With the next generation of students seemingly averse to this form of communication and new evidence suggesting that there is much more value in enhanced communications techniques, knowledge sharing, and collaboration, is it time to ask: Is the email dead?

We rightly regulate spam. We tend to navigate to email services like Google and Yahoo which have done a good job at filtering the bad stuff out, but this doesn’t resolve the problems businesses have with engagement. If an organisation depends on consumers and the ability to influence them, then value comes from engagement through social media and online forums, not sending emails. The engagement achieved through two-way multi-person communications allows for analysis and insight to gain a better perspective of what consumers want from a particular product, service or brand. Email does not provide this.

Companies that have a high proportion of interaction workers can realise tremendous productivity improvements through faster internal communication and smoother collaboration. With email, collaboration often gets lost in the noise. Value and efficiency will come from smoother, richer collaborative methods. Email has simply lost its value and is actually having a negative effect. It is declining, thanks to new tools that we use to communicate with each other in place of the email. We may not be paying attention, but we have moved to real time communications like Twitter, collaborative Office suites, project management systems and social media services like Facebook Messaging and Twitter. Customer service is still done online, but we tend to do it in open systems like social media, and not closed ones like email services.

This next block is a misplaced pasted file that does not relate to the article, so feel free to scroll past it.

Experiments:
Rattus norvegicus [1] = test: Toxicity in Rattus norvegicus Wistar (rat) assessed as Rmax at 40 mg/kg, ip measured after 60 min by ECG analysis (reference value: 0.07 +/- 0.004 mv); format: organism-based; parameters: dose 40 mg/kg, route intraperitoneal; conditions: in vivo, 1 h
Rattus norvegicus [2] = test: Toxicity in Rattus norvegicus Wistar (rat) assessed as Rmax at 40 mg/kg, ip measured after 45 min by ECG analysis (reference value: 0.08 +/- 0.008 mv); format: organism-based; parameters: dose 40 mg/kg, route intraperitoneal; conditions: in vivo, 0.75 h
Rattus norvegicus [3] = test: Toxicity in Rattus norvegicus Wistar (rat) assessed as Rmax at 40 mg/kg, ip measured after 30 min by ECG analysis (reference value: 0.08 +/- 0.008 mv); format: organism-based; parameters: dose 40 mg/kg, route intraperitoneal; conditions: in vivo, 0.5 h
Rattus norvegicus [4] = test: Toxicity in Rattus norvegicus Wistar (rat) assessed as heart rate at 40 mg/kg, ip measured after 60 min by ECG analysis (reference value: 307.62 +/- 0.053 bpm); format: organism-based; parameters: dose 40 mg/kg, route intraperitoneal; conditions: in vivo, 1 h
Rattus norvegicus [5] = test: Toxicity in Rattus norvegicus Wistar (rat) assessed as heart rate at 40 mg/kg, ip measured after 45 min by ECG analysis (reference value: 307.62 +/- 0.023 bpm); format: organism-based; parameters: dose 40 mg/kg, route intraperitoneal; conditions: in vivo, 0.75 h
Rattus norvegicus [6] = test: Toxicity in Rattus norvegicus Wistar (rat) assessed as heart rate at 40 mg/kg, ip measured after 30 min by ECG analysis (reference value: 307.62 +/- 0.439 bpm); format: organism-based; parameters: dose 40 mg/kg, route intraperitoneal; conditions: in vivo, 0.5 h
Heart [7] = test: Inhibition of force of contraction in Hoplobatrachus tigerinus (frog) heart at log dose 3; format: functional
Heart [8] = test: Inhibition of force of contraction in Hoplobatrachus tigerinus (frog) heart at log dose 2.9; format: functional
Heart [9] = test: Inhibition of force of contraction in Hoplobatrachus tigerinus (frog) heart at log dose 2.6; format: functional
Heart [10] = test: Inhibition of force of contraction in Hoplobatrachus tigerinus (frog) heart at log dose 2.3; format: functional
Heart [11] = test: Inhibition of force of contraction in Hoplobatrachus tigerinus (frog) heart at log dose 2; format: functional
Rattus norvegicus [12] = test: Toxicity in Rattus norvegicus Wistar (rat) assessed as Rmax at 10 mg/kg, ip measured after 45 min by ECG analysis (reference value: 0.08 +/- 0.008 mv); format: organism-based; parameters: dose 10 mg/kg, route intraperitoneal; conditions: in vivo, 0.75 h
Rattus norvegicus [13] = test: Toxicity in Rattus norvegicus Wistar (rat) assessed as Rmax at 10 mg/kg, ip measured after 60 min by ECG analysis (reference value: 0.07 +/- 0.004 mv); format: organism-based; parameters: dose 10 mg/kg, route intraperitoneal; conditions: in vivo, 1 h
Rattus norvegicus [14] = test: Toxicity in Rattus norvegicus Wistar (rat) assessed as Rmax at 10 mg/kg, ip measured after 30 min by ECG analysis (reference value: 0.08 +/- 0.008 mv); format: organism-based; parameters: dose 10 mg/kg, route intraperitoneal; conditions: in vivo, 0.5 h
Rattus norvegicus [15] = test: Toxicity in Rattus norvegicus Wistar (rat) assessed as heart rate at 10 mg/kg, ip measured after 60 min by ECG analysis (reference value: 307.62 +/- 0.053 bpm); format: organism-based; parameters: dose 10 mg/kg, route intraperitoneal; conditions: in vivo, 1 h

A prediction: someone will make a small fortune fixing this. McKinsey’s report also identified that we spent 20 per cent of our time looking for information that someone else already has. The average worker is spending more time ensuring that everyone knows what everyone else is doing than actually doing work that is good and meaningful. And with companies spending billions on enterprise products that claim to make inroads into the problems of productivity, no-one seems to realise that these things do the same thing in a different way, but it is still the same thing - communication between people rather than coordination of work.

So take note of this Melissa Mayer, Yahoo CEO: Your recent upgrade is a beautiful upgrade to the Yahoo Mail design, but it is still the same old email system - a social graph connecting nodes with a personal relationship to one another. What we need is a work graph - a way of organizing tasks, ideas, clients, goals, agenda items alongside information about that work, including relevant conversations, files, status, metadata. This should be linked to information on how it all works together and who is responsible for the work. Whoever figures out who to do this will make me relevant to the students of mine who already treat email with contempt, which is preventing them from achieving the work that will get them through to the next challenge in their academic careers.